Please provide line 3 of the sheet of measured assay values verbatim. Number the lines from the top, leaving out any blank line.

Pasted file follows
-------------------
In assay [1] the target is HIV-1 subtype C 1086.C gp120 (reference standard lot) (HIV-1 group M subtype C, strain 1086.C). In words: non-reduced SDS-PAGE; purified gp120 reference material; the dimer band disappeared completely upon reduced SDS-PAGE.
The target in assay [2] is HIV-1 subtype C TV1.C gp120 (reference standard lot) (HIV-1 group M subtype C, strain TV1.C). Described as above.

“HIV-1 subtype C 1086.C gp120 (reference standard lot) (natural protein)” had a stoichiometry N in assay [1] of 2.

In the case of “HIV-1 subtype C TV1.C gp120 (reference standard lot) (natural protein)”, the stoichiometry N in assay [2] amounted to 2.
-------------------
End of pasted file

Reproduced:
“HIV-1 subtype C 1086.C gp120 (reference standard lot) (natural protein)” had a stoichiometry N in assay [1] of 2.